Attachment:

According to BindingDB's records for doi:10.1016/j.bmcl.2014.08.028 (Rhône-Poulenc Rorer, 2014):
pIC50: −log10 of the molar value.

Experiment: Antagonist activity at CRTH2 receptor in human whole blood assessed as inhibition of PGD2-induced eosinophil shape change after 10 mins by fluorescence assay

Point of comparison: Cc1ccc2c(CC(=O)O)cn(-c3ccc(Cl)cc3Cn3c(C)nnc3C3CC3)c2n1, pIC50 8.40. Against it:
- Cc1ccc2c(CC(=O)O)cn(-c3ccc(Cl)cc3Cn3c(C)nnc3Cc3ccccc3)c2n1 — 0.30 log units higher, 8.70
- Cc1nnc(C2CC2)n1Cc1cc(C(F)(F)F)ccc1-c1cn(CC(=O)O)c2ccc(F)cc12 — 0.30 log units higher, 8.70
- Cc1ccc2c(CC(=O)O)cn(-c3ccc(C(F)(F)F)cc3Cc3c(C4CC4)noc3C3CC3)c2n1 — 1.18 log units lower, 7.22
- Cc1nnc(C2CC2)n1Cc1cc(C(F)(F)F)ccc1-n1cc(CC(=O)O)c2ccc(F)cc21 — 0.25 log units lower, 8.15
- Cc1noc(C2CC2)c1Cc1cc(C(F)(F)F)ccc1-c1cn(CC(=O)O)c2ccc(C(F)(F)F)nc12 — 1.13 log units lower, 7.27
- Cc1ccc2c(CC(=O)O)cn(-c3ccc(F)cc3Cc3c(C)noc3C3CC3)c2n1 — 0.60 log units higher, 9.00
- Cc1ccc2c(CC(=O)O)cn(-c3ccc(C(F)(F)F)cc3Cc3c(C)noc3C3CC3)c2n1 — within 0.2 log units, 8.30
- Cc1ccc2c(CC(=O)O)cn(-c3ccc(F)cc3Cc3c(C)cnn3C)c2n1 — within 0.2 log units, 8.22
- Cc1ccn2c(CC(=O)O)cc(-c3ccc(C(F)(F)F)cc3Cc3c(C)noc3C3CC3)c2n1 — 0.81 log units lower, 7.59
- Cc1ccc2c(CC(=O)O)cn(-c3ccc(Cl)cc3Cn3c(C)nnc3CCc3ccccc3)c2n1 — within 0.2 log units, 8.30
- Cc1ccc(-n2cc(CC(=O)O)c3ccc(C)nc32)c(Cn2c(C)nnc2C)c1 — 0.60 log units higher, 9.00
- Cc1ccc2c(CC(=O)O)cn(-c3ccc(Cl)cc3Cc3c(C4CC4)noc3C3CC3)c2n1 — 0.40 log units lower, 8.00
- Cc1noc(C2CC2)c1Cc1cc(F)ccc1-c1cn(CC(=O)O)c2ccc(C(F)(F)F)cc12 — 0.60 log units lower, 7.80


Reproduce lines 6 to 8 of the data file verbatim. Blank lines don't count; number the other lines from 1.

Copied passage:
- Cc1nnc(C2CC2)n1Cc1cc(C(F)(F)F)ccc1-c1cn(CC(=O)O)c2ccc(F)cc12 — 0.30 log units higher, 8.70
- Cc1ccc2c(CC(=O)O)cn(-c3ccc(C(F)(F)F)cc3Cc3c(C4CC4)noc3C3CC3)c2n1 — 1.18 log units lower, 7.22
- Cc1nnc(C2CC2)n1Cc1cc(C(F)(F)F)ccc1-n1cc(CC(=O)O)c2ccc(F)cc21 — 0.25 log units lower, 8.15